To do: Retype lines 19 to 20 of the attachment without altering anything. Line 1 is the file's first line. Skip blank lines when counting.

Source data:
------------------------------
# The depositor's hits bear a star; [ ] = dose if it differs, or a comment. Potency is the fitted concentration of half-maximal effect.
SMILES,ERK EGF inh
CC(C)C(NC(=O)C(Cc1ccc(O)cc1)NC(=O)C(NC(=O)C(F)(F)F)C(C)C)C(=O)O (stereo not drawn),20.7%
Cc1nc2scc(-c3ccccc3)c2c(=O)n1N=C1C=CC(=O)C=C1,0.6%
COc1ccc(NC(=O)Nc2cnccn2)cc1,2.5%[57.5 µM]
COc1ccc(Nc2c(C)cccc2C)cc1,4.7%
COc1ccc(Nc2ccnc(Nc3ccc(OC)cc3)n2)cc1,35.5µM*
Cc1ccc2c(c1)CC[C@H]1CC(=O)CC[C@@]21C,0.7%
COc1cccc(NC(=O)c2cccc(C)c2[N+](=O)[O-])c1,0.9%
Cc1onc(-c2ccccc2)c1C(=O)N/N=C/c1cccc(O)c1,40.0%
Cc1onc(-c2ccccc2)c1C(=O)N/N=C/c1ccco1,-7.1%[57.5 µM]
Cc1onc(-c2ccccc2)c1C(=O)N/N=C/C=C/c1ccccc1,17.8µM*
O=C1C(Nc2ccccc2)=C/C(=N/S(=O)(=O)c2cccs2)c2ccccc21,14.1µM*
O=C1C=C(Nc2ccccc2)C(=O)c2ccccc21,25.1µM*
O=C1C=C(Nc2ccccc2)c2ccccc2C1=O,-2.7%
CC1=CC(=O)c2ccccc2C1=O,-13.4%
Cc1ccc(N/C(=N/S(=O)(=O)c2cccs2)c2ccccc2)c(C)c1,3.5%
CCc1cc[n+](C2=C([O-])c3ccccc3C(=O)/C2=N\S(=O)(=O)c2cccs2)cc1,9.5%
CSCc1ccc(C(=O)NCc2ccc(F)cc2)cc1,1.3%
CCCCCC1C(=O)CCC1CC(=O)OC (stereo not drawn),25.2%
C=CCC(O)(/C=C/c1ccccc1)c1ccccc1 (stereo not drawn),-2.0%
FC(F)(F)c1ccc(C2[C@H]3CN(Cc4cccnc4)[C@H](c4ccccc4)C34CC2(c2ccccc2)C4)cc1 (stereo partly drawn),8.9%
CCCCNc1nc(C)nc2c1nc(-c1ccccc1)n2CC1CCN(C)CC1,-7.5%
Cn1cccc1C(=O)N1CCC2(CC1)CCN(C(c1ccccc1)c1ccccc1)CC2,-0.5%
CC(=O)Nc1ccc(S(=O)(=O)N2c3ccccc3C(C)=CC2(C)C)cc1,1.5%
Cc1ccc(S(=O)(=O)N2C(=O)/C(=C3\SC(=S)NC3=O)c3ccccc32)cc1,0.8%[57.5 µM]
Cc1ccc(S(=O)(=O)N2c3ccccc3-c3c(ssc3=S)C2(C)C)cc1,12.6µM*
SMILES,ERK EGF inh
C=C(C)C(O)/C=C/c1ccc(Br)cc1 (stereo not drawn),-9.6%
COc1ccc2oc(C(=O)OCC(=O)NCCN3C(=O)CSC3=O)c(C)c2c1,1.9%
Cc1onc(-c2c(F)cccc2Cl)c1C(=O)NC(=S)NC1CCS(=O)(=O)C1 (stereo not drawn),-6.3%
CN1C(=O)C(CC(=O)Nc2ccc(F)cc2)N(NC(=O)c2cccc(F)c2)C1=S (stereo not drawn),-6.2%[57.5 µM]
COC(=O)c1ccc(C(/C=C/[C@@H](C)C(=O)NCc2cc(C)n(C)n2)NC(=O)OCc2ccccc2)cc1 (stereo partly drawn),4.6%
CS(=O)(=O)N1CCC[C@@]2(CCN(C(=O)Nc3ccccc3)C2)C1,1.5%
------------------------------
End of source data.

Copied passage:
CSCc1ccc(C(=O)NCc2ccc(F)cc2)cc1,1.3%
CCCCCC1C(=O)CCC1CC(=O)OC (stereo not drawn),25.2%